Although there are numerous claims of a relationship between lecithin and weight loss, scientific proof is sparse. To date, the best research on using lecithin for weight loss is actually on choline, which makes up 3 to 4 percent of soy lecithin.
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Although scientific evidence is sparse, some studies do suggest a link between lecithin and weight loss — perhaps, at least in part, due to lecithin's choline content.
Lecithin and Weight Loss
As the University of Rochester explains, lecithin isn't a single chemical, but instead a group of related chemicals that fall within the group known as phospholipids. These chemicals are essential components in numerous tissues throughout your body including your brain, blood, nervous system and cell membranes. Once you ingest lecithin, it turns into choline, which has been fairly well studied for a variety of benefits.
Taking supplements isn't the only way to increase your intake of lecithin. Foods such as egg yolks, soybeans, wheat germ, peanuts and liver are also good sources of lecithin. There are no studies specifically addressing lecithin supplement use and weight loss. However, there is a growing body of clinical research regarding the use of choline — a primary component of lecithin — for weight loss.
For example, in a small study published in the March 2014 issue of the Journal of Human Kinetics, researchers evaluated 22 female taekwondo and judo athletes. Half the subjects took choline tablets for one week before competition. Despite the short time frame, the subjects taking choline showed notably reduced body mass after the competition.
Other Benefits of Lecithin
The University of Rochester notes that lecithin may also be used to treat gallbladder disease, as well as fatty liver in people who are on long-term parenteral, aka intravenous, nutrition. However, they also caution that lecithin's role in these treatments is not well defined or confirmed.
According to a small study published in a 2018 issue of Nutrition Journal, lecithin might possibly provide some relief from fatigue and menopausal symptoms, although it's not clear how (or if) this benefit extends to the general population.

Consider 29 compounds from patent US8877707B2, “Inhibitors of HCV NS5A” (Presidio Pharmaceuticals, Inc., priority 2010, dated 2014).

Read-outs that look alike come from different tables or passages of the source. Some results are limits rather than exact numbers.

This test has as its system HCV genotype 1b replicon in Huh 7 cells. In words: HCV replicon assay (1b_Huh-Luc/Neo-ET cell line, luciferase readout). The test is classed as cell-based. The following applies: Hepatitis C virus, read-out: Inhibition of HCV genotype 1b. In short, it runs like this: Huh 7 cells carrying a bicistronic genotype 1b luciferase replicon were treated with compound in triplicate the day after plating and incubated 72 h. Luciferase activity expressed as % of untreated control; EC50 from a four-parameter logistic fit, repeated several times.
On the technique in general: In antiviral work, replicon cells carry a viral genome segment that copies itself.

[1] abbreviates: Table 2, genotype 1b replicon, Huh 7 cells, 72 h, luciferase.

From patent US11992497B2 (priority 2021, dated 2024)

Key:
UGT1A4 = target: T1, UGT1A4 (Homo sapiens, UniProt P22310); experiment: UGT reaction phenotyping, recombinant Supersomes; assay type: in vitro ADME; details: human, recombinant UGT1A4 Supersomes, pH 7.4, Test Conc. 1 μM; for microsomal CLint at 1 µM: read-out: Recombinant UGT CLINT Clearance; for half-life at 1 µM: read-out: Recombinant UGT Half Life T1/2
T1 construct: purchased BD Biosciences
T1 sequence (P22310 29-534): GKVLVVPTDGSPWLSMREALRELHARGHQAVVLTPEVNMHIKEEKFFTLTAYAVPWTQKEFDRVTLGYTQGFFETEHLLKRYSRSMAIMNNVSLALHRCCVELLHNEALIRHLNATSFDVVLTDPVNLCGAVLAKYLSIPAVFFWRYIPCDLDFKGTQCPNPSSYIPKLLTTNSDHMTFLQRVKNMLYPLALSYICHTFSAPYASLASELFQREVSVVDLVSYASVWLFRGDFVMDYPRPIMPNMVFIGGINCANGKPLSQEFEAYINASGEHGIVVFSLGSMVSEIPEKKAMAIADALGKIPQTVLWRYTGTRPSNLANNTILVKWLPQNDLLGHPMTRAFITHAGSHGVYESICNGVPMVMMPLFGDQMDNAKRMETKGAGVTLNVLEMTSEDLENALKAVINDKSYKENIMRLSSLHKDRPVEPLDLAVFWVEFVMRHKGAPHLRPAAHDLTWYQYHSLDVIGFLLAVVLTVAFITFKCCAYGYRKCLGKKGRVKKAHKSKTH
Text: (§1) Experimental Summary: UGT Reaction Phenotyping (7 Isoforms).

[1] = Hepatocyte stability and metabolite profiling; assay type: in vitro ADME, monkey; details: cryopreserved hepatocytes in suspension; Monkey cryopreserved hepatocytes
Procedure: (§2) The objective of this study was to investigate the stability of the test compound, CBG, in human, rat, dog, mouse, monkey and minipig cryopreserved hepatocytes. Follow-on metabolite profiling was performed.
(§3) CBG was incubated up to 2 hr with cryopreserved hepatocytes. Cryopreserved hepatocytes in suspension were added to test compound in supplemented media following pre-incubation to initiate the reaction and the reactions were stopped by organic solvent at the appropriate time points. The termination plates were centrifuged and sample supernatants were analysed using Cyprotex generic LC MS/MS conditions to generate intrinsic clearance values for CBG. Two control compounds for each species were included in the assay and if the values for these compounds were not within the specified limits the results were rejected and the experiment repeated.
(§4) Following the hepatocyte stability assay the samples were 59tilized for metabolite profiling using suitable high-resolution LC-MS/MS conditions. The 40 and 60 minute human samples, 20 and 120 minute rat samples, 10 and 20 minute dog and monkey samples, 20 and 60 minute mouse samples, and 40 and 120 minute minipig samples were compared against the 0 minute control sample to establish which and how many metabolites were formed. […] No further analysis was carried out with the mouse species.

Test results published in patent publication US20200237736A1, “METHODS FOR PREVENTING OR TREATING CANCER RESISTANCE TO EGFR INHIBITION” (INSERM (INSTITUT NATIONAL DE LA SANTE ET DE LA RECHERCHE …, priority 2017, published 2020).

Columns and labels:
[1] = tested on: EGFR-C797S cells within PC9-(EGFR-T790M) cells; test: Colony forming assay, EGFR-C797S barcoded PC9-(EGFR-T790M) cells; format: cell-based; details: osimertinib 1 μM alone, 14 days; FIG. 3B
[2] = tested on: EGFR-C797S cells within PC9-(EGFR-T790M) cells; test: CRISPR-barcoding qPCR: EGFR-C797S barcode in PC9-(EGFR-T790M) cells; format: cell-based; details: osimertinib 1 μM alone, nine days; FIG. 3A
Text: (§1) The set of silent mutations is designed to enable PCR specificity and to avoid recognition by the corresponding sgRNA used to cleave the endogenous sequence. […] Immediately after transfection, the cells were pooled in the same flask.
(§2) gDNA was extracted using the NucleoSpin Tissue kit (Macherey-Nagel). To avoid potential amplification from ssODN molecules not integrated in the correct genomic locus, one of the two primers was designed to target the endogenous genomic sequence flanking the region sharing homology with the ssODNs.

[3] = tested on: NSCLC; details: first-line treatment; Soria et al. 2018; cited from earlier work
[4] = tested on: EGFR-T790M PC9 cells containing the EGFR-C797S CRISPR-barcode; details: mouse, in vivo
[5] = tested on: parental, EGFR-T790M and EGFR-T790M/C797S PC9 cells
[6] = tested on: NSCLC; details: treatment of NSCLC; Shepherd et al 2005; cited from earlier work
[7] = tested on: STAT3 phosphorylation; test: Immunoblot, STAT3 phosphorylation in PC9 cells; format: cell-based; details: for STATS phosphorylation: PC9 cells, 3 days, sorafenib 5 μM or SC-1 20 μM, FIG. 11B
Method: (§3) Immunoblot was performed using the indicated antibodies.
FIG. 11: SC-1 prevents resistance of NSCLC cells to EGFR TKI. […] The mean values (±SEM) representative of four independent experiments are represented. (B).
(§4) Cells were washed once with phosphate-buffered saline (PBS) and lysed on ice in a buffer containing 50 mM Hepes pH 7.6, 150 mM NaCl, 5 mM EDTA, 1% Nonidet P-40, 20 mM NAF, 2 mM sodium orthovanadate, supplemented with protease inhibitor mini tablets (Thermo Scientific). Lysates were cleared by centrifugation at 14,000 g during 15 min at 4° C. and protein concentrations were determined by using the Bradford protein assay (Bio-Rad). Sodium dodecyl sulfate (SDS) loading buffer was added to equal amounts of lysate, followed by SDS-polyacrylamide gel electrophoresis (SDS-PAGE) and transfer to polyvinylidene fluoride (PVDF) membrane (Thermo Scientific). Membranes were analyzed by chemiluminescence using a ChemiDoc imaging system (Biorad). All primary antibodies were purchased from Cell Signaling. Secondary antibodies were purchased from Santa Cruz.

The randomized, double-blind, placebo-controlled study included 96 women between the ages of 40 and 60 who complained of fatigue; ultimately, the researchers concluded that a 1,200-milligram "high" dose of soy lecithin both increased vigor and lowered diastolic blood pressure in the study participants.
Some potential benefits of taking a lecithin supplement derive from its choline content. As Harvard Health Publishing notes, soy lecithin is between 3 and 4 percent choline. They go on to note that people whose diets are rich in choline are more likely to perform well in tests of memory and cognitive ability, and that high levels of choline consumption are also associated with healthier brain tissue.
The standard choline dose is 250 milligrams, which you could consume by taking 750 milligrams to 1 gram of lecithin.
Finally, a data review published in a 2012 issue of Lipids in Health and Disease notes the wide range of possible benefits from dietary phospholipid intake, which includes lecithin. Just a few of the benefits associated with therapeutic dietary phospholipid intake include positive effects on inflammatory processes, reduced drug interactions, lower total cholesterol, and protection against neurological disorders.
Read more: 12 Foods With Surprising Health Benefits
Lecithin Dosage and Side Effects
As the University of Rochester notes, there is no recommended intake amount for lecithin, and overdose effects are not known. They also warn of potential side effects from lecithin — including stomachache, diarrhea and loose stools — and advise that pregnant or breastfeeding women should talk to a healthcare provider before taking lecithin supplements.
If you're taking lecithin for its choline content, a Harvard Health Publishing note that the safe upper limit for choline consumption is 3,500 milligrams per day may be helpful — but this would require ingesting enormous amounts of lecithin.
That's not advisable without medical guidance, because any supplement can be produce adverse effects if taken in sufficient quantity. As the U.S. National Library of Medicine points out, you can even overdose on multivitamins.
- Harvard Health Publishing: "A Possible Brain Food You've Probably Never Heard Of"
- University of Rochester: "Lecithin"
- U.S. National Library of Medicine: "Multiple Vitamin Overdose"
- Journal of Human Kinetics: "Effect of Choline Supplementation on Rapid Weight Loss and Biochemical Variables Among Female Taekwondo and Judo Athletes"
- Nutrition Journal: "Effect of Soy Lecithin on Fatigue and Menopausal Symptoms in Middle-Aged Women"
- Lipids in Health and Disease: "Health Effects of Dietary Phospholipids"